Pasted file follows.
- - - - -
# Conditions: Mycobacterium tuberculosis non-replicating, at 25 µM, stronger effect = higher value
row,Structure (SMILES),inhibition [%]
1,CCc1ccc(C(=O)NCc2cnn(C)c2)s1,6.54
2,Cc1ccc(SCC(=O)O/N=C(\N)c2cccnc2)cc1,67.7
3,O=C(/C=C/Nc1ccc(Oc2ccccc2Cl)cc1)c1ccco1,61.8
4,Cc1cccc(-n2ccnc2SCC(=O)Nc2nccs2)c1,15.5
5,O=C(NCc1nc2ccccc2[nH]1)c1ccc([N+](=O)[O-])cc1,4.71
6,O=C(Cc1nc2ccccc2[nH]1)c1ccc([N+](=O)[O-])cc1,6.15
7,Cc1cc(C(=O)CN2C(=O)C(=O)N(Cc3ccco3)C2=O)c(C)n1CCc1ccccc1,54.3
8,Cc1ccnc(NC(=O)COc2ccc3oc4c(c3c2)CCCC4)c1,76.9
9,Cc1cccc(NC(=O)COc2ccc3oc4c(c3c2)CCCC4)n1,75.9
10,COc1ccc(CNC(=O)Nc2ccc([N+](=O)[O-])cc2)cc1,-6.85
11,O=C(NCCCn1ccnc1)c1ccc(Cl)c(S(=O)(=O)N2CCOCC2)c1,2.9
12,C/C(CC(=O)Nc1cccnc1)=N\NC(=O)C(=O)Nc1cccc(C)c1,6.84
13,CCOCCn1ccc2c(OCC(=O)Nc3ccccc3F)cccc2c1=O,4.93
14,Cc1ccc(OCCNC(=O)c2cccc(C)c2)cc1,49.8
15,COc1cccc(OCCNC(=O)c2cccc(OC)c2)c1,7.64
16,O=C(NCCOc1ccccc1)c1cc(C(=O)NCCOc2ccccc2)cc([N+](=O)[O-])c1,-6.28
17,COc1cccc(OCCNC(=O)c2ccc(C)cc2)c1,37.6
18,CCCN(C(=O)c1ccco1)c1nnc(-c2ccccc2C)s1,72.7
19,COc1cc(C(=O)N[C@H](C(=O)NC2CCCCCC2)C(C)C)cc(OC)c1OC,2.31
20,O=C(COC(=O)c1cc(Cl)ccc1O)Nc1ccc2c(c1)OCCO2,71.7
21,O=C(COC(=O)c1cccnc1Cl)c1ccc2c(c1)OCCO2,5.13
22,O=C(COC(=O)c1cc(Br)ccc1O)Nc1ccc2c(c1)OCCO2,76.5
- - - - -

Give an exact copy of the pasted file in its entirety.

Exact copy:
# Conditions: Mycobacterium tuberculosis non-replicating, at 25 µM, stronger effect = higher value
row,Structure (SMILES),inhibition [%]
1,CCc1ccc(C(=O)NCc2cnn(C)c2)s1,6.54
2,Cc1ccc(SCC(=O)O/N=C(\N)c2cccnc2)cc1,67.7
3,O=C(/C=C/Nc1ccc(Oc2ccccc2Cl)cc1)c1ccco1,61.8
4,Cc1cccc(-n2ccnc2SCC(=O)Nc2nccs2)c1,15.5
5,O=C(NCc1nc2ccccc2[nH]1)c1ccc([N+](=O)[O-])cc1,4.71
6,O=C(Cc1nc2ccccc2[nH]1)c1ccc([N+](=O)[O-])cc1,6.15
7,Cc1cc(C(=O)CN2C(=O)C(=O)N(Cc3ccco3)C2=O)c(C)n1CCc1ccccc1,54.3
8,Cc1ccnc(NC(=O)COc2ccc3oc4c(c3c2)CCCC4)c1,76.9
9,Cc1cccc(NC(=O)COc2ccc3oc4c(c3c2)CCCC4)n1,75.9
10,COc1ccc(CNC(=O)Nc2ccc([N+](=O)[O-])cc2)cc1,-6.85
11,O=C(NCCCn1ccnc1)c1ccc(Cl)c(S(=O)(=O)N2CCOCC2)c1,2.9
12,C/C(CC(=O)Nc1cccnc1)=N\NC(=O)C(=O)Nc1cccc(C)c1,6.84
13,CCOCCn1ccc2c(OCC(=O)Nc3ccccc3F)cccc2c1=O,4.93
14,Cc1ccc(OCCNC(=O)c2cccc(C)c2)cc1,49.8
15,COc1cccc(OCCNC(=O)c2cccc(OC)c2)c1,7.64
16,O=C(NCCOc1ccccc1)c1cc(C(=O)NCCOc2ccccc2)cc([N+](=O)[O-])c1,-6.28
17,COc1cccc(OCCNC(=O)c2ccc(C)cc2)c1,37.6
18,CCCN(C(=O)c1ccco1)c1nnc(-c2ccccc2C)s1,72.7
19,COc1cc(C(=O)N[C@H](C(=O)NC2CCCCCC2)C(C)C)cc(OC)c1OC,2.31
20,O=C(COC(=O)c1cc(Cl)ccc1O)Nc1ccc2c(c1)OCCO2,71.7
21,O=C(COC(=O)c1cccnc1Cl)c1ccc2c(c1)OCCO2,5.13
22,O=C(COC(=O)c1cc(Br)ccc1O)Nc1ccc2c(c1)OCCO2,76.5